4) Even though you were not required to do it, you gave dad notice per FC section 3024 that you were moving north and changing the child's schooling. F's atty intimidated you into filing a motion for permission to make the move, when they probably were the one's obligated to file a motion to restrain the change, and so you have acted in good faith. This is particularly true given the court order from (the earlier date) stating you can relocate anywhere within San Diego County.

5) It is very important if their responsive declaration did not check the change of custody box, and if their paperwork only asks to restrict the change in schools - you need to be sure you are right about this before making the argument - BUT if they are not seeking a modification of custody, then you have the right to move [7501] and change schools [3003/3083] and there should be no need for any further hearings and your application must be granted.

6) Next, ONLY IF THEY'HE REQUESTED A CHANGE OF CUSTODY, then the next analysis is: That this is not a de facto joint parenting agreement. This not a Burgess footnote 12 case (which requires a de novo, best interests of the child hearing only where there is true parenting agreement). Here the timeshare numbers become important - you want him as low as reasonably possible without sounding incredible. This is a straight Burgess situation, and therefore you have the presumptive right to move and you do not need to show that the your move was "necessary" or even in good faith, except with the added benefit to you that Burgess involved temporary orders and so the court had to do a best interest of the child analysis, while your case involves "permanent" orders and so that is not a ground for an evidentiary hearing (best interests was previously decided in your favor and the question will be not be reviewed again absent Dad showing a change of circumstances).

7) Changing schools is not an adequate CoC as recently held by the California Supreme Court in Brown and Yana (2006) 37 Cal.4th 947. Here, like you, a parent with sole physical custody sought to move a much greater distance from the dad - Las Vegas. Dad's objection was that the schools in LV were inferior. He wanted an evidentiary hearing before the move would be allowed, and he sought a change of custody to himself if Mom moved anyway. The trial court correctly refused to allow an evidentiary hearing because the Father had failed to allege sufficient facts showing a detriment to the child by simply claiming the relative merits of schools. Courts won't step into that qualitative battle. Instead, F needs to show that you are attempting to frustrate contact, which clearly is not the case, or some other "detriment" in his responsive declaration. His failure to do so means he is not entitled to an evidentiary hearing.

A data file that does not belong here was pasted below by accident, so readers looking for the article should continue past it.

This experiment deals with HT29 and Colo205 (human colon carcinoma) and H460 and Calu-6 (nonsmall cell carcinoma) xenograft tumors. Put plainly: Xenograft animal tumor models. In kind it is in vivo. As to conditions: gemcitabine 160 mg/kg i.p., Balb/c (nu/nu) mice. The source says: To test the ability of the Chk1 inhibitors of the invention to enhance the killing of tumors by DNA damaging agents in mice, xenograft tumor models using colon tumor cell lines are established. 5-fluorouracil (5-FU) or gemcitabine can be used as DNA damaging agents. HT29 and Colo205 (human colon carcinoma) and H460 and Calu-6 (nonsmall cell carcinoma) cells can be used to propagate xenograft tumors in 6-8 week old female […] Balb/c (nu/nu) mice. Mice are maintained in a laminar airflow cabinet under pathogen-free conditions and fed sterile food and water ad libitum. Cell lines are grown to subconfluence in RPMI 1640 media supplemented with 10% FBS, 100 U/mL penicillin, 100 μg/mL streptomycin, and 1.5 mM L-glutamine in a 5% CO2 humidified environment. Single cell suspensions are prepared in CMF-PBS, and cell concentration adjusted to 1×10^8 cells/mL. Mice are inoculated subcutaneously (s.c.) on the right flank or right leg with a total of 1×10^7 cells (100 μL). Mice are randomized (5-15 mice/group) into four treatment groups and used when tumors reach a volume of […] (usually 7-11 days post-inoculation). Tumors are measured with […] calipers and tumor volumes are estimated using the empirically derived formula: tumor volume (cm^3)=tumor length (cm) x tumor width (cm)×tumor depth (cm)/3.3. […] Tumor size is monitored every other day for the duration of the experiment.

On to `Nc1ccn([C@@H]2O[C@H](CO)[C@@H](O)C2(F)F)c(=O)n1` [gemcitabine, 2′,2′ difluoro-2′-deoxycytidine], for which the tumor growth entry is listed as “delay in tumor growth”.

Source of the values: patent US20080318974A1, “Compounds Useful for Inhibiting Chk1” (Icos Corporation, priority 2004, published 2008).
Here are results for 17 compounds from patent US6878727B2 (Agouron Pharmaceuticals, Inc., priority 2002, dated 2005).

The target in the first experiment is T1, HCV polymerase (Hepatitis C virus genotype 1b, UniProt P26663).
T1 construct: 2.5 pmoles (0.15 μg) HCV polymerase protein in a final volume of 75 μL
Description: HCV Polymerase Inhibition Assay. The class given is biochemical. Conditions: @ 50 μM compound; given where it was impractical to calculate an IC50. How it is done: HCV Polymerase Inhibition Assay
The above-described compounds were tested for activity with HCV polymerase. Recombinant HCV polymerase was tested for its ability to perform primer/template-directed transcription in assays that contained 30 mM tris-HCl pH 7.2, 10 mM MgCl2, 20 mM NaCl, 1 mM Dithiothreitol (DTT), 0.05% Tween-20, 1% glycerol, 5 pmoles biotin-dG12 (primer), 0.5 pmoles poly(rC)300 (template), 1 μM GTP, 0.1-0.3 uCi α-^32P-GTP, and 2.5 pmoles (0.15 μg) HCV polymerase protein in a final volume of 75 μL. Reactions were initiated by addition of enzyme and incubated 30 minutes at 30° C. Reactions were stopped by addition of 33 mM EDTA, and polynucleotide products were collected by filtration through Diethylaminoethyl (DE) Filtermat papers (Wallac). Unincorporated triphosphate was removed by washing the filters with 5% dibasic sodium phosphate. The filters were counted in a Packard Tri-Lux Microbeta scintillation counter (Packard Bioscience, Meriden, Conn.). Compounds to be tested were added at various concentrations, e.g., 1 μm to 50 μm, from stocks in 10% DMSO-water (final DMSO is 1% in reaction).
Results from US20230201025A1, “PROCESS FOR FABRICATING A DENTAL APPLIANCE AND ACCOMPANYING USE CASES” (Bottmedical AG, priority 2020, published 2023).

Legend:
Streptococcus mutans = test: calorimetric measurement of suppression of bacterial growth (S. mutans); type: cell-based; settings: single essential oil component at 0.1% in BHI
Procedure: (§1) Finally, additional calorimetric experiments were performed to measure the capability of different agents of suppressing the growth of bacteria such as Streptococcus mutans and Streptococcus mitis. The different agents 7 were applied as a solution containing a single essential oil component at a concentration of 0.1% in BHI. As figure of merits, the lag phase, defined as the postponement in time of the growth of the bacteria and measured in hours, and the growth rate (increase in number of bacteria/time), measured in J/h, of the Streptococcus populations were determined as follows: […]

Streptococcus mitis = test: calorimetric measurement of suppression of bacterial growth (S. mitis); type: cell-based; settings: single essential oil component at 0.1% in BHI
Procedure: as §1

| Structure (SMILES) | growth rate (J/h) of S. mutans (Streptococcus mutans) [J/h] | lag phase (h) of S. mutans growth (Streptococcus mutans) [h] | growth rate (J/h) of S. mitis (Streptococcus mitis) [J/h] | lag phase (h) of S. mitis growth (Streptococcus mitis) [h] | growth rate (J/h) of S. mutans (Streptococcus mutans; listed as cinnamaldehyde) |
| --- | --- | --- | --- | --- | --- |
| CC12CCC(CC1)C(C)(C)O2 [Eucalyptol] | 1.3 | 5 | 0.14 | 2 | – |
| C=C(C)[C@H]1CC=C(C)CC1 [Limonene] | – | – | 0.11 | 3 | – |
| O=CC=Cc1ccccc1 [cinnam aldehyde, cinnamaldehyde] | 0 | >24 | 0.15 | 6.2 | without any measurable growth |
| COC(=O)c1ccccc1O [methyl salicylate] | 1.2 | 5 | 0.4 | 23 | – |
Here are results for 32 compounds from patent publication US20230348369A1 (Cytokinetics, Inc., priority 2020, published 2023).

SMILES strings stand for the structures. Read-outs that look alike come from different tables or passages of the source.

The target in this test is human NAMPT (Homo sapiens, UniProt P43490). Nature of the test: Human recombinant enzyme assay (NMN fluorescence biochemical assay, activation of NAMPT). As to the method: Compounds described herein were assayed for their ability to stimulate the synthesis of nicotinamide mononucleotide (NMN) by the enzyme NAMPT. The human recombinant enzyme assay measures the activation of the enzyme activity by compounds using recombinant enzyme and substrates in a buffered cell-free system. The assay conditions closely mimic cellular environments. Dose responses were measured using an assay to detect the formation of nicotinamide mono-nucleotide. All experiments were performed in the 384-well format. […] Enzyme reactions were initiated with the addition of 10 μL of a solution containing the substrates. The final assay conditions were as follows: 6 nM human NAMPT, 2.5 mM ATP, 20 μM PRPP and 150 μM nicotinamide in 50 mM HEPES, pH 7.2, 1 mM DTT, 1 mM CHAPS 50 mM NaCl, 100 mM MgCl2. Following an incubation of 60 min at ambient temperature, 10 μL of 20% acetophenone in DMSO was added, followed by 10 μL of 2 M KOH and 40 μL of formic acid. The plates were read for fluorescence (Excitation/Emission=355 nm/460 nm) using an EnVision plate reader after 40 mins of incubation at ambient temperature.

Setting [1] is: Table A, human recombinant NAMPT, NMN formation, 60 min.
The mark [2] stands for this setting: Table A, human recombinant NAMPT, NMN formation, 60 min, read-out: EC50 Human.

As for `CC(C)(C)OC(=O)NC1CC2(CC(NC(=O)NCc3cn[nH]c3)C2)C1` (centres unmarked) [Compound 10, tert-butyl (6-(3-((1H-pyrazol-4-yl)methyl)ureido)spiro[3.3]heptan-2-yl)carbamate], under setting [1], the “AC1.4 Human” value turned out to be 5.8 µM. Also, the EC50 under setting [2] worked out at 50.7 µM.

8) Since he is not entitled to an evidentiary hearing, even though a mediation is appropriate in the next month, it would be improper for this court to issue any orders that restrain your son's ability to start school on 8/20/09 as planned.

9) Father has failed to meet his burden. You need attorney fees to retain competent counsel for any further hearings.

10) Finally, under FC section 3044 there is a rebuttable presumption that dad is not a fit person to be a joint custodial parent because of the DV orders.

I have written numerous articles explaining move-away cases and the process for relocating and opposing move-aways. Click here.

Best of luck on this. If you get a court order for attorney fees, hire someone!

Author: Thurman Arnold, CFLS